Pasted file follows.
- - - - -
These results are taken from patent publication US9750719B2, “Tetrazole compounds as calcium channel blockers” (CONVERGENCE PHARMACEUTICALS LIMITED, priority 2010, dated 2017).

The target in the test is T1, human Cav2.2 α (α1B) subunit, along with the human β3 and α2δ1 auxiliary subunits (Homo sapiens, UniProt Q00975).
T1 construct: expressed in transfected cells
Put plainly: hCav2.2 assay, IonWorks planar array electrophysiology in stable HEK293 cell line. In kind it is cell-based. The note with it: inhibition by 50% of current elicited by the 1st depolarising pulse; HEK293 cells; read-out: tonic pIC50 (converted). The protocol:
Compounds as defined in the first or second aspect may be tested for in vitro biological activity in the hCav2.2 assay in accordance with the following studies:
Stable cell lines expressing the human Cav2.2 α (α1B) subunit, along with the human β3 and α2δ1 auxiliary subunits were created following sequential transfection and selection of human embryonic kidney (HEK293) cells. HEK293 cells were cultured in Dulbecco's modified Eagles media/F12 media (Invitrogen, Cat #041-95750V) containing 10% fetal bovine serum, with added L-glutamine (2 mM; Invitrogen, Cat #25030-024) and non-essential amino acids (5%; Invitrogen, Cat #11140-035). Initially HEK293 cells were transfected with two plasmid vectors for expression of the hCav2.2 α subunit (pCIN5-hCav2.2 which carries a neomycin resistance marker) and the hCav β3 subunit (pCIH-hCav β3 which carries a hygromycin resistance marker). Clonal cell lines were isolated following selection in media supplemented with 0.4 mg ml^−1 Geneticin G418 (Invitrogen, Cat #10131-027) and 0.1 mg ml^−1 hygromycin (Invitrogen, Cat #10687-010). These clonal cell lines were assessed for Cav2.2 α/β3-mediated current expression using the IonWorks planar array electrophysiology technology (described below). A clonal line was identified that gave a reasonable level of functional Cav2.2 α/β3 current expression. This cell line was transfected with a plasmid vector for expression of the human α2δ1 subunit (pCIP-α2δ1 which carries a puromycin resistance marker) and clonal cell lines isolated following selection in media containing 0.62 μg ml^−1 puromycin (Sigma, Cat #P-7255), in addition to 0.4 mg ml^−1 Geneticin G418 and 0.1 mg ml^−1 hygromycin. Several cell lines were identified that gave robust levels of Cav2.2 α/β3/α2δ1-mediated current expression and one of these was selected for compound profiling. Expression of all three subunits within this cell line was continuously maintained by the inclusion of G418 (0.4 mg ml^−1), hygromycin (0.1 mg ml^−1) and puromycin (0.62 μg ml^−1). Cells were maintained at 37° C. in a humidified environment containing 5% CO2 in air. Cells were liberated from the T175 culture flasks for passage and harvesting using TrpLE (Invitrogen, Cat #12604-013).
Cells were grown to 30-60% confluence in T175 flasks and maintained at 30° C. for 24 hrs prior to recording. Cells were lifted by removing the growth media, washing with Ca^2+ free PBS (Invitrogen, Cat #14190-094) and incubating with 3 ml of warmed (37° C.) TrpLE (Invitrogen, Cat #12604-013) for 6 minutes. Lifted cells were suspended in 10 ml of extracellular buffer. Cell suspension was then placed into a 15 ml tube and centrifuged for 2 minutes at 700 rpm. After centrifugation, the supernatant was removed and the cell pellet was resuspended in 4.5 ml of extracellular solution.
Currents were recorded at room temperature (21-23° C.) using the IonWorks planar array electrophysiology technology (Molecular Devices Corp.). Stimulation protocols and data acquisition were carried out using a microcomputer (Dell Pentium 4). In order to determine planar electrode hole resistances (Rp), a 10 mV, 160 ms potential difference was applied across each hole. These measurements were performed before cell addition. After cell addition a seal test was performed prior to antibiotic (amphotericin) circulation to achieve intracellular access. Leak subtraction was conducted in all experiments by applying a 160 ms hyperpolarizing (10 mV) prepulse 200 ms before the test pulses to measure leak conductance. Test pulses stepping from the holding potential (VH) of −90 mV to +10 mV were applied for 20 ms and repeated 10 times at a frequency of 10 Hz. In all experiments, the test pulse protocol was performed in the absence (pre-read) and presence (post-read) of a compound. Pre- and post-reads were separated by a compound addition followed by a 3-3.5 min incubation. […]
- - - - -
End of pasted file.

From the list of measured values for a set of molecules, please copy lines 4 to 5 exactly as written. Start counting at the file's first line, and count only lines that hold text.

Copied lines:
Put plainly: hCav2.2 assay, IonWorks planar array electrophysiology in stable HEK293 cell line. In kind it is cell-based. The note with it: inhibition by 50% of current elicited by the 1st depolarising pulse; HEK293 cells; read-out: tonic pIC50 (converted). The protocol:
Compounds as defined in the first or second aspect may be tested for in vitro biological activity in the hCav2.2 assay in accordance with the following studies: